Tuesday, July 12, 2011
Let's ignore the evidence of autoimmune serology in a 14-year old boy and call it Pervasive Refusal Syndrome
Clin Child Psychol Psychiatry. 2011 Jul 6. [Epub ahead of print]
Wright B, Beverley D.:
Child, Adolescent & Family Unit, York, England.
We report here on a case of severe pervasive refusal syndrome. This is of interest for three reasons. Firstly, most reported cases are adolescent girls; our case is regarding an adolescent boy. Secondly, he was successfully treated at home and thirdly, the serology showed an apparent infective pre-cursor to the illness with evidence of possible autoimmune serology. A 14-year old boy deteriorated from a picture where diagnosed CFS/ME developed into Pervasive Refusal Syndrome. This included the inability to move or speak, with closed eyes, multiple tics, facial grimacing, heightened sensitivity to noise (hyperacusis) and touch (hyperaesthesia), and inability or unwillingness to eat anything except small amounts of sloppy food. Successful rehabilitation is reported. Finally the issue of nomenclature is discussed, raising the question whether Pervasive Refusal Syndrome would be better renamed in a way that does not imply that the condition is always volitional and oppositional, as this can distract focus away from an alliance between family and clinicians.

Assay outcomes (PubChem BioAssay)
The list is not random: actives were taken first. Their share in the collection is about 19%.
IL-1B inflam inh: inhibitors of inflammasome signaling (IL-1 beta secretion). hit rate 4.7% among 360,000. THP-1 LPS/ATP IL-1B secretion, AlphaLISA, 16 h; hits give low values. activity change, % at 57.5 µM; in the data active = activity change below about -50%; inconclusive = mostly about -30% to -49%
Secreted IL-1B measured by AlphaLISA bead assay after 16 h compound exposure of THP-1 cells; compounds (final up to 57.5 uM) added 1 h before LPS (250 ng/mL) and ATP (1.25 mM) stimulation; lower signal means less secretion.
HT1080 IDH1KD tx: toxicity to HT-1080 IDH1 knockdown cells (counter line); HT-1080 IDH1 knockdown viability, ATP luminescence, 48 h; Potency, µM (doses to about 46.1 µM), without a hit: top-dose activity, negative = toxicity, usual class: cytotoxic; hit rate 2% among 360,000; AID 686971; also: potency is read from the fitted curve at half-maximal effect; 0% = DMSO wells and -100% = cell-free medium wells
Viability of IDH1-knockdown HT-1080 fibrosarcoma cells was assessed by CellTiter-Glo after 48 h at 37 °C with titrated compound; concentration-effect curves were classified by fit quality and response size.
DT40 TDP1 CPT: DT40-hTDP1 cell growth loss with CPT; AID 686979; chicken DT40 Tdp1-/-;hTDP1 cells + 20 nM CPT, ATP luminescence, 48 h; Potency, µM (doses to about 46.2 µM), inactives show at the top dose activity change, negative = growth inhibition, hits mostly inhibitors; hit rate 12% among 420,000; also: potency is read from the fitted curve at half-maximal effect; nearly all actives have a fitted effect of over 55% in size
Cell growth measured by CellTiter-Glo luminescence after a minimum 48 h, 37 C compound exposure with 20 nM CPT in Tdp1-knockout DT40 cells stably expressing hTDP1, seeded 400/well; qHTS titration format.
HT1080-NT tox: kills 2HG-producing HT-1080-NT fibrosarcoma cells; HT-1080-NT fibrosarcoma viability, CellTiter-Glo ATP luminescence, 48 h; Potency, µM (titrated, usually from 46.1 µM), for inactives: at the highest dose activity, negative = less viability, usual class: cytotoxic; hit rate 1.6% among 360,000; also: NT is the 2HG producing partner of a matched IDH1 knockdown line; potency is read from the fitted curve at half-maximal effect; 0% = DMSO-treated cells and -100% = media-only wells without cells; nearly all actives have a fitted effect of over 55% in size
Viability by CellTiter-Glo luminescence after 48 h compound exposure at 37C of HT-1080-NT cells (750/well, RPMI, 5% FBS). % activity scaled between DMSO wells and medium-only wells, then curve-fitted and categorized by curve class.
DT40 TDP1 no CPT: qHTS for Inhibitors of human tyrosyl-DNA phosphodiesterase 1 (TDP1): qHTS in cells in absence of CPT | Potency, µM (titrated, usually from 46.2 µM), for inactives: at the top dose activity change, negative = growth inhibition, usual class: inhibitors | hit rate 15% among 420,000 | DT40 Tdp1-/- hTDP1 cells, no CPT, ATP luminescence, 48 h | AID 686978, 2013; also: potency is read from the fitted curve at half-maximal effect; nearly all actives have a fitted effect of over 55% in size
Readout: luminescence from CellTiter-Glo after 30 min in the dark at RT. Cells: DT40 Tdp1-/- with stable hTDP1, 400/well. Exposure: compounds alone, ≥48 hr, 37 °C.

My PS: is ignoring clinical evidence flavour of the month in the UK or so, or should that be flavour of the decade professor?
See also: Is ignoring clinical evidence The Way Ahead for the RCGP and Prof Christopher Ward ?